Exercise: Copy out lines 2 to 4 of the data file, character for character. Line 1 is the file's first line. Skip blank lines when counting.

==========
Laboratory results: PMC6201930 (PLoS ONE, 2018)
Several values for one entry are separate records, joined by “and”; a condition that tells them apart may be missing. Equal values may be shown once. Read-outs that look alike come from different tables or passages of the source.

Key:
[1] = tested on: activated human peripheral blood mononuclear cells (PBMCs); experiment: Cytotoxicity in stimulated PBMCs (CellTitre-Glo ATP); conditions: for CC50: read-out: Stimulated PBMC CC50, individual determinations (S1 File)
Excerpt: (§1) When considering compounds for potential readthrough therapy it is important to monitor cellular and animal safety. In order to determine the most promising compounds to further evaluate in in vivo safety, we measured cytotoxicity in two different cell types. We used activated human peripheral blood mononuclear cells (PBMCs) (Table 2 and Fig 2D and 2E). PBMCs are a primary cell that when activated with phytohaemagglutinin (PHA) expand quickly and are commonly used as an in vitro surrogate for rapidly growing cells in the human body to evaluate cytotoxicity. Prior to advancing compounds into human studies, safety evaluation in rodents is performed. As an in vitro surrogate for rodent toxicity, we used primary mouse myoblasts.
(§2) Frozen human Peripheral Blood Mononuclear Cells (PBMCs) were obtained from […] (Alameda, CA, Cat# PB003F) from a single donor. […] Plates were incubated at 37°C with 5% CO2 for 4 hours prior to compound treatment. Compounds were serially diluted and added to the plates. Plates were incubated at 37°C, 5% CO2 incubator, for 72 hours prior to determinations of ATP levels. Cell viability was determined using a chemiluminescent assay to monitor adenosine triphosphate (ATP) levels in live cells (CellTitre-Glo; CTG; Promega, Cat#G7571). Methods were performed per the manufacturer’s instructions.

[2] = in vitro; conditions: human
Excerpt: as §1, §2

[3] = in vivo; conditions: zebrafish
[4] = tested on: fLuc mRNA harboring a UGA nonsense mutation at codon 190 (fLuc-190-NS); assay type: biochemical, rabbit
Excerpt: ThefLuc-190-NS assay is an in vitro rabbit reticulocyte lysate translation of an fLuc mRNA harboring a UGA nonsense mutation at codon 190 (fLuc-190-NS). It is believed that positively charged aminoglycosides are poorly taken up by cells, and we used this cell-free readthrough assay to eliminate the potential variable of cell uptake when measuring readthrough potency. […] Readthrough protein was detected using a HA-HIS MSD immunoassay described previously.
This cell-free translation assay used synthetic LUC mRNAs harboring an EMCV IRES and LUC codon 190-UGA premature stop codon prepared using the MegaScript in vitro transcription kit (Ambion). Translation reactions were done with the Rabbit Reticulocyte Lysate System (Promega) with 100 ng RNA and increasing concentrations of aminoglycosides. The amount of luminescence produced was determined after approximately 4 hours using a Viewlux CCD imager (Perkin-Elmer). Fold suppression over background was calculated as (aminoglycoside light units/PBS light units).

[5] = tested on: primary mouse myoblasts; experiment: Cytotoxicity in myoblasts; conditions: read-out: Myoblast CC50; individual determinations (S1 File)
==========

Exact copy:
Several values for one entry are separate records, joined by “and”; a condition that tells them apart may be missing. Equal values may be shown once. Read-outs that look alike come from different tables or passages of the source.

Key:
[1] = tested on: activated human peripheral blood mononuclear cells (PBMCs); experiment: Cytotoxicity in stimulated PBMCs (CellTitre-Glo ATP); conditions: for CC50: read-out: Stimulated PBMC CC50, individual determinations (S1 File)